Gambling disorder warning issued over Aripiprazole prescriptions

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The Department of Health and Social Care (DHSC) has issued a reminder to healthcare professionals on prescribing Aripiprazole, a drug which can lead patients to develop compulsive behaviours such as problem gambling.

Branded as ‘Abilify’ or ‘Aristada’, Aripiprazole can be prescribed by GPs and healthcare professionals to treat schizophrenia and extreme cases of bipolar disorder.

However, as noted by the Medicines and Healthcare Regulatory Agency (MHRA), patients must be warned of developing compulsive urges or cravings such as addictive gambling, excessive eating, spending, or high sex drive.

Tracked by the MHRA’s Yellow Card scheme, the DHSC has received 69 reports of gambling disorders related to Aripiprazole in the last 14 years, with 32 reports in 2023 alone.

“Thirty-two of these reports were received between January 1 and August 31 this year. In March 2023, the MHRA asked gambling clinics to report any suspected cases which may account for some of the rise,” DHSC noted.

Healthcare professionals are reminded that side effects related to impulsive behaviours have been included in the medication’s patient information leaflet and product information since 2012 for gambling and 2018 for wider disorders.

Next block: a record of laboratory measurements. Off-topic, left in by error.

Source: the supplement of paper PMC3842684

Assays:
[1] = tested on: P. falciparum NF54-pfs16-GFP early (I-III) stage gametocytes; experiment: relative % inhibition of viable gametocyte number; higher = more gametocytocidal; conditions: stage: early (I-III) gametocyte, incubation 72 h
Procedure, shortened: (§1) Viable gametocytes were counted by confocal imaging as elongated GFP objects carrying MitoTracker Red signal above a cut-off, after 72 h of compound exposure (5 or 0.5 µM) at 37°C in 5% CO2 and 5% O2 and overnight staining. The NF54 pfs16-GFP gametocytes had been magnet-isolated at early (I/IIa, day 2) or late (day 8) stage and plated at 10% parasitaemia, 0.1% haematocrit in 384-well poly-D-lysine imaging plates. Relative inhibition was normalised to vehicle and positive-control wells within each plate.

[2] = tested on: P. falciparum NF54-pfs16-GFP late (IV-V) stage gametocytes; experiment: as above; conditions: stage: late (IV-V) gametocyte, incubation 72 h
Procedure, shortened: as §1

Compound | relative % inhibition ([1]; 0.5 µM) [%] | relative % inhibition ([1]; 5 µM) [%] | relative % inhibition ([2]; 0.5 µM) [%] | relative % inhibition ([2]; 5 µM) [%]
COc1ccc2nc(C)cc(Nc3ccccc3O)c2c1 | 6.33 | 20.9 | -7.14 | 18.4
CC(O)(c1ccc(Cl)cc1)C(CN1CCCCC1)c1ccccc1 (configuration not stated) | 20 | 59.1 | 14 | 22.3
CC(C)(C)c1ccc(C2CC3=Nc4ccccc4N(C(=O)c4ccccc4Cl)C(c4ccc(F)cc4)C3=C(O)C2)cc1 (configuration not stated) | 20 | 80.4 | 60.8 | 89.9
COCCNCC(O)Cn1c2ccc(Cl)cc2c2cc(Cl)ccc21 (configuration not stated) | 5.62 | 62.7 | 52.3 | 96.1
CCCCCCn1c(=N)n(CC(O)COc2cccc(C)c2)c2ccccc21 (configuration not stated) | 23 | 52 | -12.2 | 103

Alison Cave, MHRA Chief Safety Officer, said: “The number of reports for suspected gambling and other impulsive behaviours associated with aripiprazole are small in comparison to the frequency with which it is prescribed. However, the consequences for any patient developing these conditions can be significant.

“Aripiprazole is an effective and safe drug for many people. We are urging all patients to continue to take it and to speak to your doctor if you have any concerns. Please make sure you tell your doctor before starting the medicine if you have a personal history of excessive gambling or any other impulsive behaviours.”

Monitoring the use of Aripiprazole, the DHSC reports that “suspected addictive gambling occurred in patients both with and without a history of problem gambling and most reported that the urges resolved on reducing the dose or stopping treatment with the drug.”

As such, patients are advised to continue taking aripiprazole as prescribed and consult their doctor before stopping, as sudden discontinuation can be harmful.

Prof Henrietta Bowden-Jones OBE, Director of the National Problem Gambling Clinic, added: “Clinicians prescribing Aripiprazole must commit to consistently alert patients about these potential risks, both during the initial prescription and follow-up reviews. A significant number of patients with gambling disorder seen at the National Problem Gambling Clinic were unaware of the risks as their mental health teams had not alerted them.”

The MHRA continues to monitor the safety and effectiveness of aripiprazole and encourages anyone experiencing side effects to report them through the Yellow Card Scheme.”